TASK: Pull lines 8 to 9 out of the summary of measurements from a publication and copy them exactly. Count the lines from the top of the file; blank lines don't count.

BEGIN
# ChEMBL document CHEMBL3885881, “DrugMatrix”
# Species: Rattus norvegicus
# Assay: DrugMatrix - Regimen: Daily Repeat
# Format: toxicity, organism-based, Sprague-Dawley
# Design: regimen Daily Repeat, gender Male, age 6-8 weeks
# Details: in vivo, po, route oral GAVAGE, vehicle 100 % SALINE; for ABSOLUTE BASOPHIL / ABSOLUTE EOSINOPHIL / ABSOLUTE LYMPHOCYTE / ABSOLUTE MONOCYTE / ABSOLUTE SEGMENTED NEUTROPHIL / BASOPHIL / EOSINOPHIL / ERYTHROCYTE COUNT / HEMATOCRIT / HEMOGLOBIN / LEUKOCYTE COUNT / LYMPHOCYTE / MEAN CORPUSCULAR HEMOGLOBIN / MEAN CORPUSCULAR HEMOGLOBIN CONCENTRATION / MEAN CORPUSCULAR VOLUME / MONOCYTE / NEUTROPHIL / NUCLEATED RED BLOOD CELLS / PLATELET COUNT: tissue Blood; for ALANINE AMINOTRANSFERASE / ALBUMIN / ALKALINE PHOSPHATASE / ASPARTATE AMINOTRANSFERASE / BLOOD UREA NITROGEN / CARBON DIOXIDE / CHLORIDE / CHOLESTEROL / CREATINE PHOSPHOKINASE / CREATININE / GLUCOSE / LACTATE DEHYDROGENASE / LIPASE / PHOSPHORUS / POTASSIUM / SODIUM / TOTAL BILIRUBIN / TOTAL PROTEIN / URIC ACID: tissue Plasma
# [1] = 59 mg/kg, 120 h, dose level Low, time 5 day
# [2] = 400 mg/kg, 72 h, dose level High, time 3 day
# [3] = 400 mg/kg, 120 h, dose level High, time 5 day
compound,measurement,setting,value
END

# [2] = 400 mg/kg, 72 h, dose level High, time 3 day
# [3] = 400 mg/kg, 120 h, dose level High, time 5 day